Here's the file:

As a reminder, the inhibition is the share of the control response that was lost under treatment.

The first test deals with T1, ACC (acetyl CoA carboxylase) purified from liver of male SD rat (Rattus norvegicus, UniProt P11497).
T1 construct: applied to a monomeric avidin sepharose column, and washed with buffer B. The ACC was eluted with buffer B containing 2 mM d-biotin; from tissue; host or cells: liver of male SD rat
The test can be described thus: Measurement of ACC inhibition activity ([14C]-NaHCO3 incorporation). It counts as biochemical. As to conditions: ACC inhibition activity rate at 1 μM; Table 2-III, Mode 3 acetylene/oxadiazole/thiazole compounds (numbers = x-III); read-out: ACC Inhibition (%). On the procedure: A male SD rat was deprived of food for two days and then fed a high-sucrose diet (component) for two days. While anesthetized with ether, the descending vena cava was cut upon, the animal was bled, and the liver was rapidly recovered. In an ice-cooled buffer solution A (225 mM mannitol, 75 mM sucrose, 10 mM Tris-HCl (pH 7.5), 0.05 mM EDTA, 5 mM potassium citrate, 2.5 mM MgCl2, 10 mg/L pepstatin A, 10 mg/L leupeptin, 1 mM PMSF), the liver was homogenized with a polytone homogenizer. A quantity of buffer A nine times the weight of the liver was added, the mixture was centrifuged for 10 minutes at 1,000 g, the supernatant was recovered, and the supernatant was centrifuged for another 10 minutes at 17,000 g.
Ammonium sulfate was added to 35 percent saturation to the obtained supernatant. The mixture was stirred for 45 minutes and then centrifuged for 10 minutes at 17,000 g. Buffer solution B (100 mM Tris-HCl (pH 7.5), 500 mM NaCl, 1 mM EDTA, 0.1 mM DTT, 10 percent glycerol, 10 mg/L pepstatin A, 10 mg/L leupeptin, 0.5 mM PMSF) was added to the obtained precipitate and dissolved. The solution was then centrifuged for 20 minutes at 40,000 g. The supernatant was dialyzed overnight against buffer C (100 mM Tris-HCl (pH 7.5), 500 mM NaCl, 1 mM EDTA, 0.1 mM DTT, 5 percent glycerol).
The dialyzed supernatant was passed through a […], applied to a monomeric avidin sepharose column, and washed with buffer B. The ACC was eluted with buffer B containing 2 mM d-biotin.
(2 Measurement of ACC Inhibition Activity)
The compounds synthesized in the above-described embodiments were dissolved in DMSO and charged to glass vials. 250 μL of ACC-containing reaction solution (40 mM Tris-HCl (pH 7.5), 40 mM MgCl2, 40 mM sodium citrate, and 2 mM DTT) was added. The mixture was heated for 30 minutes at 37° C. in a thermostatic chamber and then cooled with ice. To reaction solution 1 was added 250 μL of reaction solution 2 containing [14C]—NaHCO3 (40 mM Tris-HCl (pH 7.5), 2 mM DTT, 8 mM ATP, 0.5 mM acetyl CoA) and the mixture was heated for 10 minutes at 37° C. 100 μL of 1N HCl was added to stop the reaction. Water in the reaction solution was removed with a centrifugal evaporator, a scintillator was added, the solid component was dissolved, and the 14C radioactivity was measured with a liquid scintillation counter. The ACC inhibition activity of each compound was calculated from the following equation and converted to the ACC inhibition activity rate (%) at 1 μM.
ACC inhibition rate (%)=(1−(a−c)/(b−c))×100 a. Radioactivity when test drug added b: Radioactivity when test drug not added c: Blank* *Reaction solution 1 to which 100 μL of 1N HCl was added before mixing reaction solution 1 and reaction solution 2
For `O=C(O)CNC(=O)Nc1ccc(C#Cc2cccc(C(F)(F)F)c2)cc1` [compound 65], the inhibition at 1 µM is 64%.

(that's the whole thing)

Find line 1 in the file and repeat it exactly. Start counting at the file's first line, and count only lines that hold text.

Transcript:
As a reminder, the inhibition is the share of the control response that was lost under treatment.